At first glance, the latest Shepard Fairey T-shirt design might be offensive to some, as it prominently features a handgun with a sign that reads, “2nd Amendment Solutions” with an arrow pointed at the trigger.
In fact, this shirt is meant to convey an anti-gun-violence message. Beneath the gun, a fine print says, “It is not the bullet with my name on it that worries me. It’s the one that says ‘To whom it may concern.’ ”
Fairey, a famed graffiti artist who designed the iconic Obama “Hope” poster and is the owner of the Obey clothing brand, is joining Boston-based streetwear retailer Karmaloop.com to campaign against gun violence through sales of the limited-
“He’s an artist who does things that are very much at the edge,” said Karmaloop CEO Greg Selkoe, a friend of the artist whose work was the subject of an exhibition at the Institute of Contemporary Art in 2009. “It’s a provocative image. Sometimes art has to be a little provocative and edgy to make people take notice.”
All proceeds from sales of
the shirt, available at Karmaloop.com, will be pledged to the nonprofit Brady Campaign to Prevent Gun Violence. Karmaloop.com will match all donations up to $25,000, with a goal of raising a total of $50,000.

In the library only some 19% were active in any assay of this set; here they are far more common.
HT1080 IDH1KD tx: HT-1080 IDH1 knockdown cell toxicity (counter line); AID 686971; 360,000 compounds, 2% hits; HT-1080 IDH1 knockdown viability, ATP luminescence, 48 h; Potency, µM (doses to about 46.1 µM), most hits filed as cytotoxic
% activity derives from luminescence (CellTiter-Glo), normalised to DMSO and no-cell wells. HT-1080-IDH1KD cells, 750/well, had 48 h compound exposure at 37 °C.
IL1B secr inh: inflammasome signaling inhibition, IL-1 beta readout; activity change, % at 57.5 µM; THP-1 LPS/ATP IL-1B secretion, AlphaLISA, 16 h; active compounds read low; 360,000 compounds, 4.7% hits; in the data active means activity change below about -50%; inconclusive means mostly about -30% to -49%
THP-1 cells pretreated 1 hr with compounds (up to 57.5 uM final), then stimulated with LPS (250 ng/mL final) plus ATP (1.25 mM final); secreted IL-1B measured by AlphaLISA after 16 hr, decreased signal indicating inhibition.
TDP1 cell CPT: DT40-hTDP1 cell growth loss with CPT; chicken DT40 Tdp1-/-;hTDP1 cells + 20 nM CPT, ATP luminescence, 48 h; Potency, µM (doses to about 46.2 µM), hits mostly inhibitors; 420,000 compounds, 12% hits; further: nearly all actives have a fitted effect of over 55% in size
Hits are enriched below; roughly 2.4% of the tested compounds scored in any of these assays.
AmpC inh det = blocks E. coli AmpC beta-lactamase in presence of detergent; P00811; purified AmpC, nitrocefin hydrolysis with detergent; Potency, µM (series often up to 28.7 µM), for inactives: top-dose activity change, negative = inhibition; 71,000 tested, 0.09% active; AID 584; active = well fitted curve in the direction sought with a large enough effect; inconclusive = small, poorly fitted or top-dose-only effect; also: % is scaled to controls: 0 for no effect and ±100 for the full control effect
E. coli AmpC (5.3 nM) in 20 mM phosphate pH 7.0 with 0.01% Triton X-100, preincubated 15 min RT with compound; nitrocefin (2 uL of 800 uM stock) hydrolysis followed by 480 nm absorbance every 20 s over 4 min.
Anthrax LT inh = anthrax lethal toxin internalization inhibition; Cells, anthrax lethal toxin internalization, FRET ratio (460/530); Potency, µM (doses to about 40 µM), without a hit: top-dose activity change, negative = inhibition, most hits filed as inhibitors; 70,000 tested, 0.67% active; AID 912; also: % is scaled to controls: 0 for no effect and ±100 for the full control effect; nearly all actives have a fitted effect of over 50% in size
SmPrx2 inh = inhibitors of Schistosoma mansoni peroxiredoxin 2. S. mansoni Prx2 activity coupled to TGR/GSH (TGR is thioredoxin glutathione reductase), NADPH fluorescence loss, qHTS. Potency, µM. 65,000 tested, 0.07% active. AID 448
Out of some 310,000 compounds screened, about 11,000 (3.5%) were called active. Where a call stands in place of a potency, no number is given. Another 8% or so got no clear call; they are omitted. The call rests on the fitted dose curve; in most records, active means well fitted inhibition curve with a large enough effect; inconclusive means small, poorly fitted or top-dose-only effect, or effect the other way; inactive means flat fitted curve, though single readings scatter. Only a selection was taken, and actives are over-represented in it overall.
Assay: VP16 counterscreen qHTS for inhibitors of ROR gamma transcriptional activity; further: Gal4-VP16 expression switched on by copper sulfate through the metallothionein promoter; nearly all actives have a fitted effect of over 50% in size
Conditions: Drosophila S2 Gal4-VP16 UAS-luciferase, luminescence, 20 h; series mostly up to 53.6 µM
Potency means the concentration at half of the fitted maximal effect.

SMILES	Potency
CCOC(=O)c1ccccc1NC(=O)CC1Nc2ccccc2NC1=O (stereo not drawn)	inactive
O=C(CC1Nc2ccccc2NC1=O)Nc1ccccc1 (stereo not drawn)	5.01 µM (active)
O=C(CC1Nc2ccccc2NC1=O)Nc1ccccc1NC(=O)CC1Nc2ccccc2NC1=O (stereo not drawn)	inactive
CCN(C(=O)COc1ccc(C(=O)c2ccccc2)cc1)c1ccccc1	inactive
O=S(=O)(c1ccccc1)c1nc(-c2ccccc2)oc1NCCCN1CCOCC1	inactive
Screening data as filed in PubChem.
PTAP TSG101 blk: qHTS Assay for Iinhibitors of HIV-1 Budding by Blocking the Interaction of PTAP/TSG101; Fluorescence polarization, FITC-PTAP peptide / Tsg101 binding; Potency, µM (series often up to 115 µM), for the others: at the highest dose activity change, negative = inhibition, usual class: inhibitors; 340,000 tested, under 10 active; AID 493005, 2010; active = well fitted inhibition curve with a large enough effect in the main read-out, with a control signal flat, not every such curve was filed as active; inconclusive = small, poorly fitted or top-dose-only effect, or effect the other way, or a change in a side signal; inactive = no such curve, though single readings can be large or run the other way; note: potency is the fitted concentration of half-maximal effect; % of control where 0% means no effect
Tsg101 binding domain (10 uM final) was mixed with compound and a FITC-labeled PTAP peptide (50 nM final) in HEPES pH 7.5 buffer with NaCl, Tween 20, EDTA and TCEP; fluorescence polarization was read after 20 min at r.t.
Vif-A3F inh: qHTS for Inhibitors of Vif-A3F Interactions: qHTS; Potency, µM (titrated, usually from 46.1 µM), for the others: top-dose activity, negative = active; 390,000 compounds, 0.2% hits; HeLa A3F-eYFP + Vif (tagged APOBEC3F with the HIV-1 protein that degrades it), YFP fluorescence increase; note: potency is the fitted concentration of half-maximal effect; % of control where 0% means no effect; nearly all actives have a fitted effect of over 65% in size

‘Sometimes art has to be a little provo-cative and edgy.’
The fund-raiser came about after the Sandy Hook tragedy and other recent mass shootings as well as daily reports of gun violence. Selkoe said Fairey had initially planned to use the design as a part of a fund-raiser on his own but instead they teamed up.
“We are both politically involved and we try to do things that help steer the discourse toward issues we care about,” Selkoe said.
Selkoe said he feels that Karmaloop has credibility with young people and has an opportunity to start a conversation about the issue through the design.
“We’re part of a larger culture and there’s violence in the larger culture,” said Selkoe, who added that he believes the debate about guns in this country is too polarized. “Politicians and other people lecturing have no connection with younger culture, and they won’t be heard.”